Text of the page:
Salivary cortisol response to dental treatment of varying stress

Craig S. Miller, Jeffrey B. Dembo, Donald A. Falace, Alan L. Kaplan

Research output: Contribution to journalArticlepeer-review

87 Scopus citations

Abstract

The physiologic stress of various dental procedures (dental examination, dental prophylaxis, restoration, root canal therapy, and tooth extraction) was measured in 50 nonsmoking healthy men between the ages of 18 and 55 years (mean 34.6 years, range 21 to 53 years) with a salivary cortisol assay. Expectorated saliva was collected at four time points: 10 minutes before the start of the procedure, 15 minutes after the patient was seated, at the end of the procedure, and 1 hour after the completion of the procedure. Of the 196 samples included for analysis, mean cortisol values ranged from 0.1 to 3.8 μg/dl with a recovery of 100%±8.4%. The mean cortisol value for the extraction group (1.09±0.42 μg/dl) was significantly different (p<0.05) from the mean values of the examination (0.46±0.10 μg/dl), prophylaxis (0.64±0.64 μg/dl), root canal (0.49±0.07 μg/dl), and restorative (0.60±0.04 μg/dl) groups as determined by the Duncan's multiple range test. Cortisol levels decreased from the initial reading to the end of the procedure by about 15% for patients undergoing an examination, root canal, and restorative procedure. Cortisol levels at the end of the procedure were elevated in the prophylaxis (55%) and extraction (148%) groups compared with the baseline cortisol recording. A minority of patients in the prophylaxis group had elevated cortisol levels throughout dental treatment, whereas cortisol levels were elevated during treatment in 80% of patients undergoing extraction. These data suggest that the adrenal stress response associated with tooth extraction(s) is greater than that associated with other routine dental procedures.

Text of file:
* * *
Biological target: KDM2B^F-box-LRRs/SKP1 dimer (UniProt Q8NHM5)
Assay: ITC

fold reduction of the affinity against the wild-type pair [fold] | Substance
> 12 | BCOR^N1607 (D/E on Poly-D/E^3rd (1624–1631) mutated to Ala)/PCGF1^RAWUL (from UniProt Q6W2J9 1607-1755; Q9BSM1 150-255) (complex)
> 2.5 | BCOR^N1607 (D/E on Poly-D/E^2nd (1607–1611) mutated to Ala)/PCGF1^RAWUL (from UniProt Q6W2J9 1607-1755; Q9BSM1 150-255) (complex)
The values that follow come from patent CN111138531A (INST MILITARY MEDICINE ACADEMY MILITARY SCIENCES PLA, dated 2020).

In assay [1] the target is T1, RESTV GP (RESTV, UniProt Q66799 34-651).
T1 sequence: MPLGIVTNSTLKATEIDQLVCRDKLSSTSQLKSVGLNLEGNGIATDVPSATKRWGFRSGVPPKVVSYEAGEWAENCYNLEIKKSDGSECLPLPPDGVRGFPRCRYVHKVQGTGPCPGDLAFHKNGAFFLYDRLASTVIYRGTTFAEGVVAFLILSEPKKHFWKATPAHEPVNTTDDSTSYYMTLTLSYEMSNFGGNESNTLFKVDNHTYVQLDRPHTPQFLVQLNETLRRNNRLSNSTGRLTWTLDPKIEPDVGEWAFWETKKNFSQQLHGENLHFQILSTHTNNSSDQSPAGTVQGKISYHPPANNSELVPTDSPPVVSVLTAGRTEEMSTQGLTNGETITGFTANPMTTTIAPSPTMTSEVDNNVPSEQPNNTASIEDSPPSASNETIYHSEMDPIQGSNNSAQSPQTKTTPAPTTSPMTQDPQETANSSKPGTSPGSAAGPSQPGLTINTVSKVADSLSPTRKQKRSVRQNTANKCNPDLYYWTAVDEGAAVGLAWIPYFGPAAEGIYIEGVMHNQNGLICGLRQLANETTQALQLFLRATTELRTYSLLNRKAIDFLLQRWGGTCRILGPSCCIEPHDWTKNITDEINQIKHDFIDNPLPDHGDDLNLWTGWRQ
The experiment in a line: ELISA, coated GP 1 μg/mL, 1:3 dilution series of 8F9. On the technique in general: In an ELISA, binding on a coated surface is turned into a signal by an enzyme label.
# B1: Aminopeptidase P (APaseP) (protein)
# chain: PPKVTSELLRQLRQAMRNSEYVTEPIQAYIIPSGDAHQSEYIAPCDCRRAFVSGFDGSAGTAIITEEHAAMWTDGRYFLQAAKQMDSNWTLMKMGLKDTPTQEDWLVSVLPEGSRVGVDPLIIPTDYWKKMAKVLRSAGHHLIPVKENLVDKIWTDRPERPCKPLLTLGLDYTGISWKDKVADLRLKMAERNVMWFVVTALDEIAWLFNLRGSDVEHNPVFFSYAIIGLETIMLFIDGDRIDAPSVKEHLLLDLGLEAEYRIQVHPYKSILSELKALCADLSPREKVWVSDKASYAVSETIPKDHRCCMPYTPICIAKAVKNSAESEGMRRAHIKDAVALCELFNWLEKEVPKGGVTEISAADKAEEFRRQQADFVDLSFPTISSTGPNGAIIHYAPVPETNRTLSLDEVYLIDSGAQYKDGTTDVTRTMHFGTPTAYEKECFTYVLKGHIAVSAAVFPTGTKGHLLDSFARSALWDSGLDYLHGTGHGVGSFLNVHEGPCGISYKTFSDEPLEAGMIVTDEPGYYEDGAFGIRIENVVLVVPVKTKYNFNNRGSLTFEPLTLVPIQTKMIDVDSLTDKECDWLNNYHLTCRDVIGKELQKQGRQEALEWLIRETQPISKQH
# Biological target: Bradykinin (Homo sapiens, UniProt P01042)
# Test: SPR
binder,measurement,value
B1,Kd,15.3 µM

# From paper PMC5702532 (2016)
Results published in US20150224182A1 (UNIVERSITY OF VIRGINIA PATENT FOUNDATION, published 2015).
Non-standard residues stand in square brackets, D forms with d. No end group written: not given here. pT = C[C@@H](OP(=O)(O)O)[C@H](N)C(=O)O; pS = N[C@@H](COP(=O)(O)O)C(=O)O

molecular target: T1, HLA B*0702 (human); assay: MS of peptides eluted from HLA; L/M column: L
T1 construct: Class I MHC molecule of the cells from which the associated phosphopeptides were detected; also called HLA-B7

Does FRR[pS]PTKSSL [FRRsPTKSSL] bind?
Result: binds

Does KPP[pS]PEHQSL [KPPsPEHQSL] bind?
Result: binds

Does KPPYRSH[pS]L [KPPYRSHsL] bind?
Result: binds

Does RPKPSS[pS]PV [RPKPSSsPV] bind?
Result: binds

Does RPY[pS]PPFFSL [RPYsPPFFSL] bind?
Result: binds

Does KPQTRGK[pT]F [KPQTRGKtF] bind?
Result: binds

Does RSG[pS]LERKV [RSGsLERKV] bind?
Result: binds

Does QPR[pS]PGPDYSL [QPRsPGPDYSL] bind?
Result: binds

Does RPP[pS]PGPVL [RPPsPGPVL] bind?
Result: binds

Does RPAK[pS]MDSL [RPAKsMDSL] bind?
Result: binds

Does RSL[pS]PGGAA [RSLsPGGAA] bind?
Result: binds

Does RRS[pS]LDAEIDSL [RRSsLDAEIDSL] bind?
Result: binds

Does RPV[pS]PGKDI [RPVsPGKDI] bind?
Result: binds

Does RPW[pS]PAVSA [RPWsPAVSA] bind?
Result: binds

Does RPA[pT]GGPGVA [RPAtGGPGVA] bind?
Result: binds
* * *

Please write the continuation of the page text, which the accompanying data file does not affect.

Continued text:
Original languageEnglish
Pages (from-to)436-441
Number of pages6
JournalOral Surgery, Oral Medicine, Oral Pathology and Oral Radiology
Volume79
Issue number4
DOIs
StatePublished - Apr 1995

Bibliographical note

Funding Information:
Cortisol is a 21-carbon glucocorticoid secreted by the adrenal cortex that regulates carbohydrate, protein, fat, and water metabolism, maintains vascular reactivity, affects the sensitivity of the nervous system, regulates blood cell numbers, and affects the human stress response.l Adrenocorticotrophic hormone produced in the anterior pituitary gland regulates the production of cortisol. Stress and the diurnal rhythm Supported by Biomedical Research Support Grant No. RR0534 from the Biomedical Research Support Branch, Division of Research Facilities and Resources, National Institutes of Health. aAssociate Professor, University of Kentucky College of Dentistry, Department of Oral Health Science. bAssociate Professor, University of Kentucky College of Dentistry, Department of Oral Health Practice. cProfessor, University of Kentucky College of Dentistry, Department of Oral Health Science. dAssociate Professor, University of Kentucky Collegeo f Dentistry, Department of Oral Health Science. Copyright | 1995 by Mosby-Year Book, Inc. 1079-2104/95/$3.00 + 0 7/13/62135 are modulating factors that can upregulate the production of cortisol, whereas decreased output of cortisol results from negative feedback and primary or secondary adrenal insufficiency. Secondary adrenal insufficiency, the more common form of adrenal insufficiency, results from the chronic administration of exogenous corticosteroids, which disrupts the hypothalamic-pituitary-adrenal axis.: Inhibition of adrenocorticotrophic hormone and the diminished output of cortisol can lead to serious changes in the body's homeostasis when stressful situations are encountered. Authorities suggest that the risk of having adrenal insufficiency is greatest when stress is encountered within the first 14 days after corticosteroid administration ceases. 2, 3 Dental treatment is often considered anxiety-producing and stressful, 4"6 yet the amount of stress generated by different kinds of dental procedures is not well known. A few studies have investigated the stress response to minor general and oral surgical procedures with plasma hydroxycorticosteroid as a mea-

ASJC Scopus subject areas

  • Surgery
  • Oral Surgery
  • Otorhinolaryngology
  • General Dentistry

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